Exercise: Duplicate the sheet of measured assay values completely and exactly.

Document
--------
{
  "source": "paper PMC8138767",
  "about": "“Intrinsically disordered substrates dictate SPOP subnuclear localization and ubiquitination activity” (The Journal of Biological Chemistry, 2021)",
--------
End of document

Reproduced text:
{
  "source": "paper PMC8138767",
  "about": "“Intrinsically disordered substrates dictate SPOP subnuclear localization and ubiquitination activity” (The Journal of Biological Chemistry, 2021)",